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Fountain of waste

An East Village artwork lifts a leg in a humorous salute to dogs

OH SHIT This piece of crap has got people talking.

Art is a powerful thing. So maybe this piece of art will move people to take a plastic bag with them when they walk their dog.

Shit Fountain was installed in July in front of a residence at 1001 North Wolcott Avenue at Augusta. Atop a three-foot-high column of concrete and sandstone sits a coiled mound of bronze immediately recognizable as a pile of dog crap.

The Duchampian fountain was created by Chicago artist Jerzy S. Kenar, internationally known for his religious sculpture and liturgical furnishings, such as the holy water font at Loyola University's Madonna della Strada Chapel. His secular works include numerous wood sculptures at O'Hare and the granite Black History Fountain at Renaissance Park on the South Side.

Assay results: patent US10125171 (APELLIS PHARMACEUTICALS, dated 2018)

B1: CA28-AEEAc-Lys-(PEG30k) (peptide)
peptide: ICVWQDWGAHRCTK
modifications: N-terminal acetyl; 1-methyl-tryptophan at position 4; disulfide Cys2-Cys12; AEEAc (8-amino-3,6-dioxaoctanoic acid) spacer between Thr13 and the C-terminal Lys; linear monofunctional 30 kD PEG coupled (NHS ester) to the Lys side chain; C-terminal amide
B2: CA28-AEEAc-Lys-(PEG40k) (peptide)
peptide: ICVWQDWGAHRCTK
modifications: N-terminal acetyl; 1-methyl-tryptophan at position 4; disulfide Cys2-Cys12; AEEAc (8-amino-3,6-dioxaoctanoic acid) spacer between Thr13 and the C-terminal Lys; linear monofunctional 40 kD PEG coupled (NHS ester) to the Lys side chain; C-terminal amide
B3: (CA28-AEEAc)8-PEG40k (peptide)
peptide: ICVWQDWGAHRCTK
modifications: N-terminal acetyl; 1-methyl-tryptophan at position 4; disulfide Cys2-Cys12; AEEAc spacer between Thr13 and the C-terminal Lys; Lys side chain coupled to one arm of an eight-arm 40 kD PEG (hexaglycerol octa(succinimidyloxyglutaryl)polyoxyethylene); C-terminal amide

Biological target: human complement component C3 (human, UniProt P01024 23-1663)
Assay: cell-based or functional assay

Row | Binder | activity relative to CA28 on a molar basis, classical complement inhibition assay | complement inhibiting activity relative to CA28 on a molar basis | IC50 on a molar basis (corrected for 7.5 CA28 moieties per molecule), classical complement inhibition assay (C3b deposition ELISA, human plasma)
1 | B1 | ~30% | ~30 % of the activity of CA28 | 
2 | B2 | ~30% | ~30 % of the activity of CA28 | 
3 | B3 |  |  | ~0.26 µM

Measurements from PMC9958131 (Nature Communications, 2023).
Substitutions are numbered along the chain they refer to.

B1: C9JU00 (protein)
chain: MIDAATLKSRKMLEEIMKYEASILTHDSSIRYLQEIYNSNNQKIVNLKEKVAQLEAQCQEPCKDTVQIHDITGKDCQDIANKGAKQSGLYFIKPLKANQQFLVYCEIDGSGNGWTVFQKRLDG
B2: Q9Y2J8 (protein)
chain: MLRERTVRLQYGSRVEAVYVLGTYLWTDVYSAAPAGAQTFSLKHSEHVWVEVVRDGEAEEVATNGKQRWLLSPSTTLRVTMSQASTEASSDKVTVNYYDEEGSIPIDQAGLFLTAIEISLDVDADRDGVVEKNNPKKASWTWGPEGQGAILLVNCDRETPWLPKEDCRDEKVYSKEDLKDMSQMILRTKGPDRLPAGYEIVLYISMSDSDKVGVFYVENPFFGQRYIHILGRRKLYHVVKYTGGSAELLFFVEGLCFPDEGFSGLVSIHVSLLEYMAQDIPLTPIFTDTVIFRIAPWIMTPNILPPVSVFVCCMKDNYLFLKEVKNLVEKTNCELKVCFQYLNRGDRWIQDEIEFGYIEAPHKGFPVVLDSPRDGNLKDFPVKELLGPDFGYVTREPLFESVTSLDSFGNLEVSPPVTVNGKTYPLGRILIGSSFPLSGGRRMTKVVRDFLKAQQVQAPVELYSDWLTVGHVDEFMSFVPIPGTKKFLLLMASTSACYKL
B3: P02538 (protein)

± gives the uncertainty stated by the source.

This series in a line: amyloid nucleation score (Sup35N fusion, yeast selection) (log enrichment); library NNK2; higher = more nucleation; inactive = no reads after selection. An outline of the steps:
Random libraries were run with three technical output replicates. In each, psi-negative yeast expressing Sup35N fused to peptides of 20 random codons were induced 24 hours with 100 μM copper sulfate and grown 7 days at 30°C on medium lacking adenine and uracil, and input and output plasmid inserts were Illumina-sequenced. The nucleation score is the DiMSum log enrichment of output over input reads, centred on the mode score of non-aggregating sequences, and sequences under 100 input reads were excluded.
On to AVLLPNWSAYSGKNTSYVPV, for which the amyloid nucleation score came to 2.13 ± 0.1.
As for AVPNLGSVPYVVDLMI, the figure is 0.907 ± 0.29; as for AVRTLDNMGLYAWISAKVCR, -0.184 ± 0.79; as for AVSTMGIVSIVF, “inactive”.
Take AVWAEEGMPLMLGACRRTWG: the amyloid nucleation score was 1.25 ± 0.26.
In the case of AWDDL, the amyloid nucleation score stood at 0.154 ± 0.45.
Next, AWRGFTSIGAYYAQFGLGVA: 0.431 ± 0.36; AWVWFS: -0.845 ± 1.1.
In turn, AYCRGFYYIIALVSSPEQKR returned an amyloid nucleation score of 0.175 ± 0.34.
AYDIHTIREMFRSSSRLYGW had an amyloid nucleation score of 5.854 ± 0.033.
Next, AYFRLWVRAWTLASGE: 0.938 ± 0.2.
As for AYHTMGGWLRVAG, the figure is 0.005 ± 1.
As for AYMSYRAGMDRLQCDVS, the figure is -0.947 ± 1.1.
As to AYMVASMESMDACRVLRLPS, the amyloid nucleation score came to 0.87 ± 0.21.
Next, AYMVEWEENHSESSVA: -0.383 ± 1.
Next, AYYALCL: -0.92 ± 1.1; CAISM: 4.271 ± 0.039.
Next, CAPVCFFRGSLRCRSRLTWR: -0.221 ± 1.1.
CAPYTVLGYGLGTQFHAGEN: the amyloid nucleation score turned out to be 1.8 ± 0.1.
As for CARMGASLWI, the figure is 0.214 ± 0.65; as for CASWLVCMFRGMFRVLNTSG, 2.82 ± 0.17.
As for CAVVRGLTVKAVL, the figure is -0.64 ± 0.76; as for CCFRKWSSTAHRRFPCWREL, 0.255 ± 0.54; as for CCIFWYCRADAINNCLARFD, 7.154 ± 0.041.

"This [work] is dedicated to all the dogs in the neighborhood," says Kenar, who owns the building and the neighboring Wooden Gallery. Kenar and other East Village residents are peeved about locals who don't clean up after their dogs, a problem that prompted Ald. Manuel "Manny" Flores (1st) to pass out wooden boxes containing "mutt mitts" (disposable plastic gloves for picking up dog droppings) to community groups to install where they see fit.

"I have flowers in front of the gallery, and someone [will be] walking their dog and the dog is jumping there...and shitting there and someone is not picking [it] up," says Kenar, a dog lover (and pit bull owner) who says he created the fountain to be ironic and humorous—not "to fight with somebody." He unveiled the work at his Fourth of July party and said he may install a plaque dedicating it to the neighborhood's dogs.

Kenar says no one has complained to him about the fountain, which is placed on private property, but observers typically have a layered response.

"We're trying to make this neighborhood beautiful and he puts up a shit fountain?" says resident Jeanne Felknor, whose garden club has installed plants on more than 150 East Village parkways. "But I must say, after I [saw it], I laughed all the way home." —Jack Bess

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